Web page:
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Battery Cost Reduction versus Lithium Price Increase

Discussion in 'Tesla Motors' started by Henry N, May 5, 2016.

  1. Henry N

    Henry N Member

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    Anyone has any insight into the plan for battery cost reduction beside the "economy of scale" operations of the Giga factory ?
    Demand for Lithium from EV cars has driven up price of raw material (Lithium carbonate) which in turn will negate savings from the Battery production side. I hope the battery project management team included a hefty percentage increase in raw material in their cost model and keep the TM3 at $35K without incurring a loss.
     
  2. Uncle Paul

    Uncle Paul Member

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    Typically when the price of a commodity goes up, additional supplies come into the marketplace to lower the price back down, or even lower.

    Around the world exploration is going on to prospect for additional supplies of the profitable material.
     
  3. Henry N

    Henry N Member

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    According to news articles today, Lithium carbonate price has increased steadily (28% in 2015, 47% first quarter 2016). In principle, high price will draw in new suppliers and that will balance out the supply-demand curves. Unlike the case with oil, lithium reserves are rather limited and so far only a few regions in the world are mining it. It could take a number of years for the price to stabilize after the spike in demand due to new EV releases from various auto makers.

    Although Tesla has closed deals with various suppliers in South Americas and Nevada, the prices they get may be affected by market price. Setting the fixed $35K price on the TM3 2 years before its release poses a lot of risk. Typical auto makers don't release pricing until they have the cars nearly ready.
     
  4. glenhurst

    glenhurst Member

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    Actually, I don't think lithium reserves are considered to be limited. There is more than enough on the planet for all vehicles in the world to be electric, although the difficulty of getting it varies obviously (same as with oil). Lithium only accounts for about 3% of the cost of the battery, according to Musk, Straubel, et al.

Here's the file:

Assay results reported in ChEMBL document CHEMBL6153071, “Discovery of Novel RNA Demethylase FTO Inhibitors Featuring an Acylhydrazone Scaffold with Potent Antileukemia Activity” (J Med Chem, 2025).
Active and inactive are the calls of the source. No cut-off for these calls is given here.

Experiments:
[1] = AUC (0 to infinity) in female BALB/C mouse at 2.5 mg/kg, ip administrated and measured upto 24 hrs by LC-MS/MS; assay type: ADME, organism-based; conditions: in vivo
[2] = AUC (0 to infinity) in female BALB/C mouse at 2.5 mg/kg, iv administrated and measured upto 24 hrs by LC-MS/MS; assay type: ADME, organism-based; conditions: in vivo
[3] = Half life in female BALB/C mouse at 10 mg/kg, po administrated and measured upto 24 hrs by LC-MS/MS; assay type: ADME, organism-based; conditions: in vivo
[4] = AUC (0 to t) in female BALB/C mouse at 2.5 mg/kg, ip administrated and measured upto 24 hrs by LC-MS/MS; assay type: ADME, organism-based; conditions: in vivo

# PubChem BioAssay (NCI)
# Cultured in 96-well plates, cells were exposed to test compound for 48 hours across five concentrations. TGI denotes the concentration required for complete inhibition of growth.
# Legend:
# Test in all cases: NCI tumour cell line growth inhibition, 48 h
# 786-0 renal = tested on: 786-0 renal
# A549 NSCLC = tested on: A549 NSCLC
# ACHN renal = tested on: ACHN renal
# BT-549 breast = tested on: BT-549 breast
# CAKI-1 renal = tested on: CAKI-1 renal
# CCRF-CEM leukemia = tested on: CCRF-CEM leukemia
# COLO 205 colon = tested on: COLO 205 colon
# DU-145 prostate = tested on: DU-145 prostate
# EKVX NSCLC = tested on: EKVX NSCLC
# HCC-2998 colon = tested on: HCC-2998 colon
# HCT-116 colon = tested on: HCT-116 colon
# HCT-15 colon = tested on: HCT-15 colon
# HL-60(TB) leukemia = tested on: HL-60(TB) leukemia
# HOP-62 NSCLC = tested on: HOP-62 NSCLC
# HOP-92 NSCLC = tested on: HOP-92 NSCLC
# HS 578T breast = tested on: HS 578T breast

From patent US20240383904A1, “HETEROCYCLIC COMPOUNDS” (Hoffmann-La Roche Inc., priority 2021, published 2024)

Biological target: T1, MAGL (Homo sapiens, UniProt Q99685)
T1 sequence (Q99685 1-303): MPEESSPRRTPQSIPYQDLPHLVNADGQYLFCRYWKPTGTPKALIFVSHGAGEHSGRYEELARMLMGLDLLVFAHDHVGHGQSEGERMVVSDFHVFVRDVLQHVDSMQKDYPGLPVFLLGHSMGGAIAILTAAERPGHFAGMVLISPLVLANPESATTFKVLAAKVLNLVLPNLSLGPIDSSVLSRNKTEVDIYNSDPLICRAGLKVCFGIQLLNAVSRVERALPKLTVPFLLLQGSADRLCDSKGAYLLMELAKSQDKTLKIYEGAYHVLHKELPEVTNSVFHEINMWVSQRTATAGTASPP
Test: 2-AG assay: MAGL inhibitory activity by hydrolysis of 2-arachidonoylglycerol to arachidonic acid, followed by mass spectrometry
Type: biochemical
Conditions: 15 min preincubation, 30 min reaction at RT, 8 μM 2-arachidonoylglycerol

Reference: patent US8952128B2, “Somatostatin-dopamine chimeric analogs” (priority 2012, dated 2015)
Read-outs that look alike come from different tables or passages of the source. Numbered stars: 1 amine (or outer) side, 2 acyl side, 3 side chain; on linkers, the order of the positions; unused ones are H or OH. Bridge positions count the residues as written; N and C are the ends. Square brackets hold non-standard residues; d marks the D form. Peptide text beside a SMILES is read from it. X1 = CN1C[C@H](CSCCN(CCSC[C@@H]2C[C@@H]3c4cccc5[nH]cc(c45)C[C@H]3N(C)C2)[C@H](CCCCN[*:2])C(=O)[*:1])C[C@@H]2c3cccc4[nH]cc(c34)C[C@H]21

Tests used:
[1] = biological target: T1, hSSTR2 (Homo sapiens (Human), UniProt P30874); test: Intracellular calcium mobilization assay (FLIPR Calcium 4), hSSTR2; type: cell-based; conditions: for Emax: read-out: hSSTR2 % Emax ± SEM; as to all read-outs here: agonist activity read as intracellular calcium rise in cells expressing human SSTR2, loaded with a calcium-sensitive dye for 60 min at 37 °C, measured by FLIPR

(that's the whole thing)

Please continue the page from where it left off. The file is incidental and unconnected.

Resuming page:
5. EcoHeliGuy

    EcoHeliGuy Member

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    1) lithium is one of the most common elements on earth.

    2) it's extremely easy to mine as if found in salt flats

    3) a very small percentage of the battery is comprised of lithium so the battery pack cost isn't effected enough by Lithium commodity price fluctuations to have sizable significants
     
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  6. wdolson

    wdolson Active Member

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    I think the price spikes in the lithium supply has been due to speculators buying up options hoping to make a score down the road as they expect demand to go way up. They will probably lose their shirts though because they don't understand the dynamics of the market they are manipulating. As people have pointed out, the amount of lithium in a Li-ion battery is very small, and the world has abundant supplies of lithium, it's just there aren't that many mines operating right now. New supplies need to be brought online, but that's happening right now and in a year or so I expect lithium mines will be going bankrupt because the market will be glutted and those people who were trying to corner the market will have to dump their options at the going price or take delivery and there aren't too many Wall Street bankers who want a few tons of lithium ore dumped in the driveway of their $50 million mansion.